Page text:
Very important: please set aside about 10 minutes shortly before class to look back over (skim-review) the readings and whatever you have written for that day.

Course Requirements/Evaluation:   Maximum points possible: 1000 points

(1) Participation/presentation/quizzes                                   200 points or 20%                 
(2) Short Writings (10 total)                                              150 points or 15%
(3) Exam #1       max: (1000-1500 words)                           300 points or 30% (due Oct. 10 in class)
(4) Take home exam #2:

  • graduate students: 2500-3250 words                 350 points or 35% (due: NOON, 12/13, phil. department office)
  • undergraduate students: 1500-2000 words 35%  (due: NOON, 5/12, phil. department office)

Graduate students: besides the different length exams for exam #2, expectations will be set at a higher level than undergraduates. If you have questions about this, please let me know.

Grades: There are 1000 possible points for this class. I use the plus/minus system. An "A" will be a body of work achieving at or above 930 points; an "A-" will be 900-929 points; a "B+" is 870-899 points, etc. Values for those letters, as well as the policies regarding other grades such as Incomplete, are available in the CU Academic Policies and Regulations section of the handbook. I have set out my standards of what a grade means on my FAQ section of my website.

Attendance: Attendance is required. Two unexcused absences over the course of the semester are permitted without penalty. Each additional absence will lower your final course grade, approximately 30 points per absence. (E.g., having a total three unexcused absences would lower a cumulative 900 point course average by 30 points to 870—effectively a reduction from an A- to a B+—and so forth. An excusable absence is a medical illness or emergency that is completely unavoidable. It is the student's responsibility to talk to me about excusable absences ASAP after the absence.

(1) Participation/Presentation/Quizzes: Course participation grades are not automatic. They are based on oral contributions to the collective learning experience of the class as a whole in terms of asking pertinent questions, answering questions correctly or, at least, provocatively, making insightful observations, and offering other meaningful expressions of interest in the material that help encourage learning. Shyness is not an excuse—oral participation is part of your evaluation. There will be ample opportunity for active and well prepared participation, which I value.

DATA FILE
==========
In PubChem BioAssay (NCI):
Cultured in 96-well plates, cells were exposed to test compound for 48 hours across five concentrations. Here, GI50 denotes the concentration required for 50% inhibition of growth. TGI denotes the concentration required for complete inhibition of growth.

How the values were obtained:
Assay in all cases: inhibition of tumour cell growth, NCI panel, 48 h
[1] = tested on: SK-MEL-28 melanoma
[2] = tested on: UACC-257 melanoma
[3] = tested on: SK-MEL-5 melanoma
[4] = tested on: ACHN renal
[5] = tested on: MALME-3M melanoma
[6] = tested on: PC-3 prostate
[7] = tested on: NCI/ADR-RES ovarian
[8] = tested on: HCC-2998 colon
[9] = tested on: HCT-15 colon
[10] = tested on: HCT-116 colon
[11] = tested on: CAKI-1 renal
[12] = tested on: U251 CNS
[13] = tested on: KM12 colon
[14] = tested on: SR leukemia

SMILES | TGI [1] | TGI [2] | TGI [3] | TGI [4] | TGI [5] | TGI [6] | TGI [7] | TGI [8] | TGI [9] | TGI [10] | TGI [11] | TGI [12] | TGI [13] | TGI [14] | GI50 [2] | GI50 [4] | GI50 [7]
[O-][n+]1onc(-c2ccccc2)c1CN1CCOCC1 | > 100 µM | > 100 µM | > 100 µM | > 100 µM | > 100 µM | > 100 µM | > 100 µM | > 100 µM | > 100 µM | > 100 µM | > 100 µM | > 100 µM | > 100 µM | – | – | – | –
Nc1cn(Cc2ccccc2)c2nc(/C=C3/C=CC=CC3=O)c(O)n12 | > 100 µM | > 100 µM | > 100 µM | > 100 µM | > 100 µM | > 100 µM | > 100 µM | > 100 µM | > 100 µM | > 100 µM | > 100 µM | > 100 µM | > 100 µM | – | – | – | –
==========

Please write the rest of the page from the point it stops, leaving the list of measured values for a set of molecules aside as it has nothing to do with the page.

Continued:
I will measure your participation by a variety of components: informed dialogue, presentation of your short papers in class, participation in any group work, and your performance on any quizzes. It is possible, but not certain, that there will be comprehension quizzes given during the semester. These may be given in class or online. The point of them is to help give you a "reality check" on how well you're understanding significant issues in the class. Poor performance on quizzes will subtract from your final grade.

Important: part of this grade will be determined by your presentation of your short writings (see below): when called upon in class, you must demonstrate that you know what you wrote and why you wrote it; in other words, show clarity of thought, effective communication, and ability to field questions on your paper will all contribute to the participation portion of your grade. (I suggest looking over your short papers briefly before class to prepare.)

(2) Short Writings (10 total) The purpose of these assignments is to help you clarify your understanding of the readings and to help you think critically about the issues. Follow these instructions carefully, please.

What to write on short/critical reaction papers:

  • Short papers should be: one-page, typewritten reactions or questions about some specific issue which you find compelling in the readings. Your paper must not simply sum up the reading or repeat points made there. (I.e., no book reports, please.) Rather, you must try to raise a question or discuss some original insight. You may use these papers to demonstrate your application of a concept/idea in the readings to an experience you have making or experiencing art, but the connection to the reading must be significant (and not a mere "jumping off" point. See the website link "Writing short, critical papers" for further hints about how to write a good paper.